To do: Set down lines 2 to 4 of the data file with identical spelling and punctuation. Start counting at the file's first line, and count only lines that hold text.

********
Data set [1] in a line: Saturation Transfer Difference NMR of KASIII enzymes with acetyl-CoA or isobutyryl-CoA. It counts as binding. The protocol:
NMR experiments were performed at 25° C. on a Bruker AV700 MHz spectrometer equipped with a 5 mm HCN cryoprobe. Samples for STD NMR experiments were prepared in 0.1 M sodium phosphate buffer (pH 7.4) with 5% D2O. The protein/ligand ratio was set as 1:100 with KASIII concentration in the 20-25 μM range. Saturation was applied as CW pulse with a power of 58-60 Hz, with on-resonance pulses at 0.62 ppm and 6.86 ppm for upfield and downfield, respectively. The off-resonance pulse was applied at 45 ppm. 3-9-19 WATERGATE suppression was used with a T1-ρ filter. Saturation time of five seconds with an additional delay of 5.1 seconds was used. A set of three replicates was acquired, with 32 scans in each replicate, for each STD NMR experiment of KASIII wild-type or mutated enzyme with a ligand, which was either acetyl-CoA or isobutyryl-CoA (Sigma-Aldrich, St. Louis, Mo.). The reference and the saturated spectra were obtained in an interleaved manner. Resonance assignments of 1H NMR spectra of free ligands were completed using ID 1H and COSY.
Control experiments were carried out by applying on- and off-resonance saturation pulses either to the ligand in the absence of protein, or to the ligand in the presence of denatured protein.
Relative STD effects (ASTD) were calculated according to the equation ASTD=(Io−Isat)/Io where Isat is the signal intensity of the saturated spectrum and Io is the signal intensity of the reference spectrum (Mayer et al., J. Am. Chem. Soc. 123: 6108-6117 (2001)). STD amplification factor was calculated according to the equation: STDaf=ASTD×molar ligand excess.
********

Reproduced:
NMR experiments were performed at 25° C. on a Bruker AV700 MHz spectrometer equipped with a 5 mm HCN cryoprobe. Samples for STD NMR experiments were prepared in 0.1 M sodium phosphate buffer (pH 7.4) with 5% D2O. The protein/ligand ratio was set as 1:100 with KASIII concentration in the 20-25 μM range. Saturation was applied as CW pulse with a power of 58-60 Hz, with on-resonance pulses at 0.62 ppm and 6.86 ppm for upfield and downfield, respectively. The off-resonance pulse was applied at 45 ppm. 3-9-19 WATERGATE suppression was used with a T1-ρ filter. Saturation time of five seconds with an additional delay of 5.1 seconds was used. A set of three replicates was acquired, with 32 scans in each replicate, for each STD NMR experiment of KASIII wild-type or mutated enzyme with a ligand, which was either acetyl-CoA or isobutyryl-CoA (Sigma-Aldrich, St. Louis, Mo.). The reference and the saturated spectra were obtained in an interleaved manner. Resonance assignments of 1H NMR spectra of free ligands were completed using ID 1H and COSY.
Control experiments were carried out by applying on- and off-resonance saturation pulses either to the ligand in the absence of protein, or to the ligand in the presence of denatured protein.
Relative STD effects (ASTD) were calculated according to the equation ASTD=(Io−Isat)/Io where Isat is the signal intensity of the saturated spectrum and Io is the signal intensity of the reference spectrum (Mayer et al., J. Am. Chem. Soc. 123: 6108-6117 (2001)). STD amplification factor was calculated according to the equation: STDaf=ASTD×molar ligand excess.